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HYDRUS-1D Tutorials
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The following two examples are presented here:

  1. Direct Problem: Infiltration into a one-dimensional soil profile
    1. Water flow
    2. Solute transport
    3. Possible additional modifications
  2. Inverse Problem: One-step outflow method
The first example represents the direct problem of infiltration into a one-meter deep loamy soil profile. The one-dimensional profile is discretized using 101 nodes. Infiltration is run for one day. Ponded infiltration is initiated with a 1-cm constant pressure head at the soil surface, while free drainage is used at the bottom of the soil profile. The example is divided into three parts: (A) first, only water flow is considered, after which (B) solute transport is added. Several other modifications are suggested in part (C). These include (1) a longer simulation time, (2) considering solute retardation, (3) using a two-layered soil profile, and (4) implementing alternative spatial discretization. Users in this example become familiar with most dialog windows of the main module, and get an introduction into using the external graphical Profile module in which one specifies initial conditions, selects observation nodes, and so on.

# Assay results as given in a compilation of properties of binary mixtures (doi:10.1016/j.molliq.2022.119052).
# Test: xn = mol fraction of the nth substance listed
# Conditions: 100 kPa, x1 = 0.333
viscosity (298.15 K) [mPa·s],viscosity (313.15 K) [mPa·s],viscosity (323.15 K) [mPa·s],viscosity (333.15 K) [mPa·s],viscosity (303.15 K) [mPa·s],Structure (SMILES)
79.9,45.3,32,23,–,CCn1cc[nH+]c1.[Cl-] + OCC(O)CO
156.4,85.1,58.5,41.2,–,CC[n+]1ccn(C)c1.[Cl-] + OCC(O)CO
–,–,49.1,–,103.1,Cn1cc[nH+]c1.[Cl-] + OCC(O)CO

The second example considers the inverse solution of a one-step outflow experiment. Data presented by Kool et al. [1985], and used in example 6 of the HYDRUS-1D manual (p. 102), are used in the analysis. Three hydraulic parameters were estimated by numerical inversion of the observed cumulative outflow and the measured water content at a pressure head of -150 cm. Since water exits the soil column across a ceramic plate, the flow problem involves a two-layered system. The profile, consists of a 3.95-cm long soil sample and a 0.57-cm thick ceramic plate, and is discretized using 50 nodes, of which five nodes represent the ceramic plate. Only a few nodes were used for the ceramic plate since the plate remains saturated during the entire experiment, thus causing the flow process in the plate to be linear. Outflow is initiated using a pressure head of -10 m imposed on the lower boundary. Details about this inverse problem are given in the HYDRUS-1D manual.
We believe that by carrying out these two examples, HYDRUS-1D users will obtain the basic skills necessary to solve their own problems. We wish you all the luck and patience needed in this endeavor.
Jirka Simunek and Rien van Genuchten